RINGING IN CHANGES
From the roster to the knee-high drop rule, ‘new’ is golf’s current buzzword
Golf legend Gary Player has often said change is the price of survival – and, indeed, this will be a year filled with change for the game.
New rules, new tour schedules and a few new approaches from the players are just some of the big changes in the game for this year. Here is how they play out:
In the complicated and fiercely competitive world of professional golf tour scheduling, the PGA Tour schedule changes significantly this year.
For instance, the Players Championship will be played in March and the PGA Championship will move from August to May. The entire schedule of the richest tour in world golf is shorter and more compact to maximise interest and finish ahead of the football season in the US so that golf does not have to compete with that juggernaut. So, March to August is basically where it’s at for the game’s biggest tournaments and its biggest stars.
The changes on the PGA Tour affect every other tour – in particular, the European Tour. And therein lies a major challenge for the European circuit.
The introduction of the Rolex Series events (eight in total and of which the Nedbank Golf Challenge forms a part) has been a major positive for the European Tour, but these events will only remain premier ones if the top players are secured as participants.
Doing so is becoming increasingly difficult in the face of a PGA Tour that is the richest of all the tournaments as it offers the most world ranking points and is the most powerful in the game.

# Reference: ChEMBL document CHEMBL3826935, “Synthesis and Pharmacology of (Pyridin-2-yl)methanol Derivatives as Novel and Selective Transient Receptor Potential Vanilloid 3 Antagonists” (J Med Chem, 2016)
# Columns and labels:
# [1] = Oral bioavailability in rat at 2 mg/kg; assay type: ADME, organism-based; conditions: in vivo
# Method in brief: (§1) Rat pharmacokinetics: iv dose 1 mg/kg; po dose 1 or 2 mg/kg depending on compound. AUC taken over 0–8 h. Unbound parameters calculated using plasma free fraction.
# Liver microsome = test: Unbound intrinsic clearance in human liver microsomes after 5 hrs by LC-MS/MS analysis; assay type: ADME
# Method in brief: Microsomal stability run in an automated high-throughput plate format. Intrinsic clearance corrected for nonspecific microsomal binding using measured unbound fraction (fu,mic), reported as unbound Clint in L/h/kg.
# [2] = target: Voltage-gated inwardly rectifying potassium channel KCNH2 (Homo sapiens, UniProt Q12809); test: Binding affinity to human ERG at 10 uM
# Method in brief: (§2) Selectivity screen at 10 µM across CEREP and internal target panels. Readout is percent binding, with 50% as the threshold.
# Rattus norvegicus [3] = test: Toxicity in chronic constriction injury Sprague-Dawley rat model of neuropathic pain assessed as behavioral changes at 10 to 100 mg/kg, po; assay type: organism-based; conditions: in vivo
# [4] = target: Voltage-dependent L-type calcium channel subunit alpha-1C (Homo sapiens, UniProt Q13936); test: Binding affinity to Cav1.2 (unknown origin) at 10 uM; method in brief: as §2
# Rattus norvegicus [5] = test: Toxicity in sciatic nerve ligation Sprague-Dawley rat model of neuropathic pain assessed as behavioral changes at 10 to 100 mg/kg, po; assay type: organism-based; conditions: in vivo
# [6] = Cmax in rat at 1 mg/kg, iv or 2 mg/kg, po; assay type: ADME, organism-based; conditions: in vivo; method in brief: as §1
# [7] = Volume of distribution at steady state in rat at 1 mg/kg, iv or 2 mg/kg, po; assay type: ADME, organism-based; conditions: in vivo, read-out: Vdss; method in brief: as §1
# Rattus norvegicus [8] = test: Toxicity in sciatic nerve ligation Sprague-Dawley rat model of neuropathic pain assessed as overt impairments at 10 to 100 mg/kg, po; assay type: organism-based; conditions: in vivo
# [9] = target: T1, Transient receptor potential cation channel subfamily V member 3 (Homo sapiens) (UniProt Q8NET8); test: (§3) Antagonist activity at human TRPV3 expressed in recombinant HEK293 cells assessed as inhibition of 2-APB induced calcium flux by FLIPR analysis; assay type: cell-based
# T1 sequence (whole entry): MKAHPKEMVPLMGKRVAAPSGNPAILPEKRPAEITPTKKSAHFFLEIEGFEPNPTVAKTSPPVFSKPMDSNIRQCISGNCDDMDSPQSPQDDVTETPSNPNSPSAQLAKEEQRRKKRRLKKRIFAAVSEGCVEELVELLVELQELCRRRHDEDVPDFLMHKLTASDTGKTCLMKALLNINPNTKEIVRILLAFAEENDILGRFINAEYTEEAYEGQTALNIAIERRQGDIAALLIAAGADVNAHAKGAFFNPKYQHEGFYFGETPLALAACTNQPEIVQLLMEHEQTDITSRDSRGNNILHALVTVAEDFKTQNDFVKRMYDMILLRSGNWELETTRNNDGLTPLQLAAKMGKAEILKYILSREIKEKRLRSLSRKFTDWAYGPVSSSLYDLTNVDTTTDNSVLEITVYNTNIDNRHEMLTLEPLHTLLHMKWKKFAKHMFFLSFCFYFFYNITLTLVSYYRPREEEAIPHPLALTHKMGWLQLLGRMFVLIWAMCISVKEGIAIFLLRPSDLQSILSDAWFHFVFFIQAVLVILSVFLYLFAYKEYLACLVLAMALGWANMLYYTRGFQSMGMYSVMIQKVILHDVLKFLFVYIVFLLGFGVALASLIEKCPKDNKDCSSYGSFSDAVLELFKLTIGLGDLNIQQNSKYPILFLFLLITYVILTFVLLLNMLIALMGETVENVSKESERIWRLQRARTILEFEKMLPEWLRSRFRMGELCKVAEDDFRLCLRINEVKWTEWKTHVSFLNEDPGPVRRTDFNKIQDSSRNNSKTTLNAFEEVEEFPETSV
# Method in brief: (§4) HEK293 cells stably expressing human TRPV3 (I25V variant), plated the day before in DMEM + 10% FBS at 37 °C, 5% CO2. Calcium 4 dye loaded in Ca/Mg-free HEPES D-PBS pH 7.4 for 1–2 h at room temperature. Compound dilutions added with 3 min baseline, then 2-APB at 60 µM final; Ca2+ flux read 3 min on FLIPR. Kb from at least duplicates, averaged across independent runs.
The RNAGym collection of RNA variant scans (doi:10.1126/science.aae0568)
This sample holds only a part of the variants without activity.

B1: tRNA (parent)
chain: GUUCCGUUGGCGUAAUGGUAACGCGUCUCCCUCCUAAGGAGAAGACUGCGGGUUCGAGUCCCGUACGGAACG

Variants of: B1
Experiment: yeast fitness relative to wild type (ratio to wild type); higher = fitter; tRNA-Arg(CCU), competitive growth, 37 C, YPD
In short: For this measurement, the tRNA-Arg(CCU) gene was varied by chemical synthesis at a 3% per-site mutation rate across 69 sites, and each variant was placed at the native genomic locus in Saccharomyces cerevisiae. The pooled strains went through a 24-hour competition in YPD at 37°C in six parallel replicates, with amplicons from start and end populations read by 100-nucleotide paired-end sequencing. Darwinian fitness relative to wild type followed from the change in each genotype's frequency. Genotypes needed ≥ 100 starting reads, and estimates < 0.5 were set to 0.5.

And it is a job made even harder when a star player such as Rory McIlroy declares his home tour a “stepping stone” to the PGA Tour and states his intention of playing more golf in the US.
Change is also the order of the day for other leading players. Take world number one golfer Justin Rose: he has moved from US-manufactured TaylorMade products to Japanese equipment company Honma, and there is talk of the latter bagging another big name.
Several of golf’s other champions also seem to be keeping their options open in terms of not being contracted to play a specific golf ball.
In addition, the rules of golf have undergone several big changes for this year, most of which make sense and are more forgiving to golfers.
But the one change that will garner the most attention is the knee-high drop rule. The old shoulder-height drop is out and we now have a kneehigh version, purportedly to minimise the chances of a ball rolling out of the drop area and to minimise the time taken to re-drop.
But, in an age in which modern professionals are working hard to prove themselves as athletes, the knee-high drop does seem odd in the sense that it looks plain silly to have these professionals bending over like old men trying to drop a golf ball.
WHAT LIES AHEAD FOR PLAYERS
Looking at the Majors, this will be a banner year in terms of the golf courses hosting the four biggest tournaments of the year.
In Augusta National, Bethpage Black, Pebble Beach and Royal Portrush, you have one of the best major rosters in the past several years. It is a purist’s dream, highlighted by Royal Portrush, which is going to be the most anticipated of all four.